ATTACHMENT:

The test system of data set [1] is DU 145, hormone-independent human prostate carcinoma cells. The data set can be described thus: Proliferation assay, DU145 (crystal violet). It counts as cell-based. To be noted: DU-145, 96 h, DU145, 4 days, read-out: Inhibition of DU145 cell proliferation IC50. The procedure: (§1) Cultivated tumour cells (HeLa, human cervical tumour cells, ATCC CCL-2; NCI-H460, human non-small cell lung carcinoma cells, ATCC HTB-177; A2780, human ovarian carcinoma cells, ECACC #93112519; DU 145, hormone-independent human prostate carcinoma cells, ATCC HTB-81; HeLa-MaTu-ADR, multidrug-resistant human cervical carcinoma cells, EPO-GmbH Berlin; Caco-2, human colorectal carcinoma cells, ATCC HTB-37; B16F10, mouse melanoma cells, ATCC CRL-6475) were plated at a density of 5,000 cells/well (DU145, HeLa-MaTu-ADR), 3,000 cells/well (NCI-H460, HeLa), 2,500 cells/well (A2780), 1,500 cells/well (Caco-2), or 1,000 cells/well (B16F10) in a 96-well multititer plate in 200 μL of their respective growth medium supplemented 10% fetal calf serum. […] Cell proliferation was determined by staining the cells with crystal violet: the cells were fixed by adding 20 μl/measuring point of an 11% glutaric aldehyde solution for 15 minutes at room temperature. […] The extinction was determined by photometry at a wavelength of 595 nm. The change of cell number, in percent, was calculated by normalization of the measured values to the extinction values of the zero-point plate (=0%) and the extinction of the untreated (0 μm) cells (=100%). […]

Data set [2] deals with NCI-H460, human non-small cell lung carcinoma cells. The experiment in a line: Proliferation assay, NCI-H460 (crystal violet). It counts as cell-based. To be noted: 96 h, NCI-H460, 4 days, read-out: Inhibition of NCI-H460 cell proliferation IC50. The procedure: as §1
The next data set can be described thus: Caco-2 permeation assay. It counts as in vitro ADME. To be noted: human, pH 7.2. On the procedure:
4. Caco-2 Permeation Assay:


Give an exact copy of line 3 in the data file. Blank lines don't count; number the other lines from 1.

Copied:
The next data set can be described thus: Caco-2 permeation assay. It counts as in vitro ADME. To be noted: human, pH 7.2. On the procedure: